Issue - meetings

Empty Property Strategy

Meeting: 26/04/2017 - Housing Panel (Panel of the Scrutiny Committee) (Item 94)

94 Empty Properties pdf icon PDF 110 KB

 

Background Information

The Panel requested a report on Council approaches to dealing with empty properties ahead of a refresh of the Empty Property Strategy 2013-18.

Why is it on the agenda?

For the Panel to note and comment on the empty dwellings briefing.

Who has been invited to comment?

·         Cllr Mike Rowley, Board Member for Housing;

·         Frances Evans, Strategy & Service Development Manager;

·         Melanie Mutch, Empty Property Officer.

 

 

 

Additional documents:

Minutes:

The Empty Property Officer introduced the report.  She said that she had been in post since 2005 and that the Council had had an empty property strategy in place since 2009.  Since then the number of empty properties in the city had reduced from around 900 to about 300 currently, with 75 of these empty for more than 2 years and 25 for over 10 years.  This decrease couldn’t be solely accredited to Council interventions, which involved officers from a number of different services, and some decrease may have occurred anyway due to market factors.  The strategy was not due for a refresh and a consultation would take place over the summer.

 

The Empty Property Officer advised that an empty property was defined as any dwelling that had been continuously unoccupied for over 6 months.  Second homes were covered by different legislation and owners needed to demonstrated that they lived there at least once a year, for example by producing utility bills.

 

In response to a question about a proposal to target empty commercial premises, the Empty Property Officer said that she is made aware of 3-4 sites per year.  Legislation restricted enforcement opportunities for non-dwelling properties but Compulsory Purchase Orders (CPO) could be an option in some cases.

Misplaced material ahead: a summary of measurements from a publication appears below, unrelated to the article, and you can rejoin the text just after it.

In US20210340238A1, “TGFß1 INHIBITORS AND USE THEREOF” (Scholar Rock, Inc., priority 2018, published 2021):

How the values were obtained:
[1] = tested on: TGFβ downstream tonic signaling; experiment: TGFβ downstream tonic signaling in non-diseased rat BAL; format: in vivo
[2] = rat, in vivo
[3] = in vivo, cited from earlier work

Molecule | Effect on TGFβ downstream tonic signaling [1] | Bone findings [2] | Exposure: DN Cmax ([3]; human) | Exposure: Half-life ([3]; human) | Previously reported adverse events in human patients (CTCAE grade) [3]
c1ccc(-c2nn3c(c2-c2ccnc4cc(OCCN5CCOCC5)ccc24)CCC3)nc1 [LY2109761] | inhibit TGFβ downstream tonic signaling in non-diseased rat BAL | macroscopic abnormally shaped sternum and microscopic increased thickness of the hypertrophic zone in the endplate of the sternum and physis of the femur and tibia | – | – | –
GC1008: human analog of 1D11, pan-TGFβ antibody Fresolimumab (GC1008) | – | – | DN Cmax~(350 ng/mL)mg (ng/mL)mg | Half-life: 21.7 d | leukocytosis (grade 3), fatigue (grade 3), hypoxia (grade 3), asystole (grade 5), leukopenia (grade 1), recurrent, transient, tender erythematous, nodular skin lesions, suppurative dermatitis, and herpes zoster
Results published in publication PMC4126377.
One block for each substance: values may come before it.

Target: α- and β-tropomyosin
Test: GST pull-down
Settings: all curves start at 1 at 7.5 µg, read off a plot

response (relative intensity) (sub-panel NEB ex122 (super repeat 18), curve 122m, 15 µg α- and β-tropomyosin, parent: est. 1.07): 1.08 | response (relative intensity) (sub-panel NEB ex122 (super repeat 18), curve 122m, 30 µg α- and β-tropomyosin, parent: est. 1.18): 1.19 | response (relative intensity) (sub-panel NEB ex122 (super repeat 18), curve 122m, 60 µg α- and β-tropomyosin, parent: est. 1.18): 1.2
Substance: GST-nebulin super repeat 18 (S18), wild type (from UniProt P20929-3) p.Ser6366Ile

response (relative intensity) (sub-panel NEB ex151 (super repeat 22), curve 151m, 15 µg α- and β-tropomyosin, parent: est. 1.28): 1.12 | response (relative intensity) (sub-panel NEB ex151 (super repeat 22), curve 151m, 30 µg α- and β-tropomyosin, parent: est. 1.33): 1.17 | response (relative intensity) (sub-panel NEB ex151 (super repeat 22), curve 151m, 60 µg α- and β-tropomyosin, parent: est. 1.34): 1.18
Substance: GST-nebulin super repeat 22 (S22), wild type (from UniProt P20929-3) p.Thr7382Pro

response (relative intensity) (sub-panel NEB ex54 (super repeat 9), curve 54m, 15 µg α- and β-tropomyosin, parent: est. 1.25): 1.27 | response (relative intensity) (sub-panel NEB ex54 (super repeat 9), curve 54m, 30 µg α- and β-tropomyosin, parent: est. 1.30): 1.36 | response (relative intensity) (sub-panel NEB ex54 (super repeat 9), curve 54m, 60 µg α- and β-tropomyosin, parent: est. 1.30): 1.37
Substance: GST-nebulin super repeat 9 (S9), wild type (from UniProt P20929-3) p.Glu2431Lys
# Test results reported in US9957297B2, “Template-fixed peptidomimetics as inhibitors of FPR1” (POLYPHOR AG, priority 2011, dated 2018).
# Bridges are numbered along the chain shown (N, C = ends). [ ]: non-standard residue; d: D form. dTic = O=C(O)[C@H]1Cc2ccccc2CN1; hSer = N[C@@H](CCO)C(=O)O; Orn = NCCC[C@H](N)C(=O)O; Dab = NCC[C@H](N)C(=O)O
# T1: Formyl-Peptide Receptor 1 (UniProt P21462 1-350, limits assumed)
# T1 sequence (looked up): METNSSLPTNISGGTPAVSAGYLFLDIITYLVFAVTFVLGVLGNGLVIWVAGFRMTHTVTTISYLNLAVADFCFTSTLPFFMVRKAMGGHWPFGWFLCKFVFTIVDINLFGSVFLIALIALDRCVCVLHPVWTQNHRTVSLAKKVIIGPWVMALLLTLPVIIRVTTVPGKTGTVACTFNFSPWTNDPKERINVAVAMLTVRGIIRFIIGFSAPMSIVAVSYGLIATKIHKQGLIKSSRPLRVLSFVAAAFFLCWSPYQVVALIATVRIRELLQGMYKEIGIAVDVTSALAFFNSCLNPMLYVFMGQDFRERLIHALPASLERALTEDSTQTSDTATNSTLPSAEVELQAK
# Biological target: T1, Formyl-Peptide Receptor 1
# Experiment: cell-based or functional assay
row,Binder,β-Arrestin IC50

The Panel asked questions about the circumstances around some specific empty properties in the city and heard that all cases were different and the Council used a range of approaches to encourage owners to bring empty dwellings back into use.  Owners of empty properties often had a defence so in many cases achieving successful outcomes required a lot of support and effort.

 

The Panel asked what resources would be required to support a substantial CPO programme.  The Empty Property Officer advised that the CPO process was immensely time consuming and while the Council was gaining more experience in this area, enhanced in-house legal expertise and capacity would be needed.  The Council could also look at facilitating CPOs on behalf of external financiers.  One issue with CPOs was that the Council needed to demonstrate that empty dwellings were causing harm and found that neighbours often retracted complaints if they thought the property would be used for social housing. 

 

The Panel queried the timing of the consultation and received assurances that avenues such as Tenants in Touch would be used to encourage residents to report empty properties, which they could do anonymously online. 

 

The Empty Property Officer explained that the figures in Appendix 2 for the numbers of properties brought back into use were affected by the numbers of new builds coming onto the market, hence a minus figure in year 6.

 

The Panel agreed to scrutinise the new empty property strategy and voiced support for the additional use of CPO powers.